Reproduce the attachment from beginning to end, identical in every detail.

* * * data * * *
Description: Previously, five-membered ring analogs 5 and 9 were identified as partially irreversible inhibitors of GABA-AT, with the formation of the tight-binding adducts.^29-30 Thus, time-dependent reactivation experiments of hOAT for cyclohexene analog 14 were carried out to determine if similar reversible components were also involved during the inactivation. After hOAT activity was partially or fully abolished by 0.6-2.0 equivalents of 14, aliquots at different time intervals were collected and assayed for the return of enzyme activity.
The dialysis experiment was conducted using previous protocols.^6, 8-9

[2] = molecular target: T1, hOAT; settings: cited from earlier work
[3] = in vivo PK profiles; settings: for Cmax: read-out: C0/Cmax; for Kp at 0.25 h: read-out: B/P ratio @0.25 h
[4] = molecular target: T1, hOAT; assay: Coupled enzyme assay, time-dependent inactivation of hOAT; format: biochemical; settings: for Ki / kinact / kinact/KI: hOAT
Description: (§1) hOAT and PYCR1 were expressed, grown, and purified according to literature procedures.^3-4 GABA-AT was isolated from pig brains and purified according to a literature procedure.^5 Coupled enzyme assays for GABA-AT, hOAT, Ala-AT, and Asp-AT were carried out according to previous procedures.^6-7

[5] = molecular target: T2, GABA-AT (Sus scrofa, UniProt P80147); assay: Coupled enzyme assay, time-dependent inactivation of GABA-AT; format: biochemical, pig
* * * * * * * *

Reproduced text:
Description: Previously, five-membered ring analogs 5 and 9 were identified as partially irreversible inhibitors of GABA-AT, with the formation of the tight-binding adducts.^29-30 Thus, time-dependent reactivation experiments of hOAT for cyclohexene analog 14 were carried out to determine if similar reversible components were also involved during the inactivation. After hOAT activity was partially or fully abolished by 0.6-2.0 equivalents of 14, aliquots at different time intervals were collected and assayed for the return of enzyme activity.
The dialysis experiment was conducted using previous protocols.^6, 8-9

[2] = molecular target: T1, hOAT; settings: cited from earlier work
[3] = in vivo PK profiles; settings: for Cmax: read-out: C0/Cmax; for Kp at 0.25 h: read-out: B/P ratio @0.25 h
[4] = molecular target: T1, hOAT; assay: Coupled enzyme assay, time-dependent inactivation of hOAT; format: biochemical; settings: for Ki / kinact / kinact/KI: hOAT
Description: (§1) hOAT and PYCR1 were expressed, grown, and purified according to literature procedures.^3-4 GABA-AT was isolated from pig brains and purified according to a literature procedure.^5 Coupled enzyme assays for GABA-AT, hOAT, Ala-AT, and Asp-AT were carried out according to previous procedures.^6-7

[5] = molecular target: T2, GABA-AT (Sus scrofa, UniProt P80147); assay: Coupled enzyme assay, time-dependent inactivation of GABA-AT; format: biochemical, pig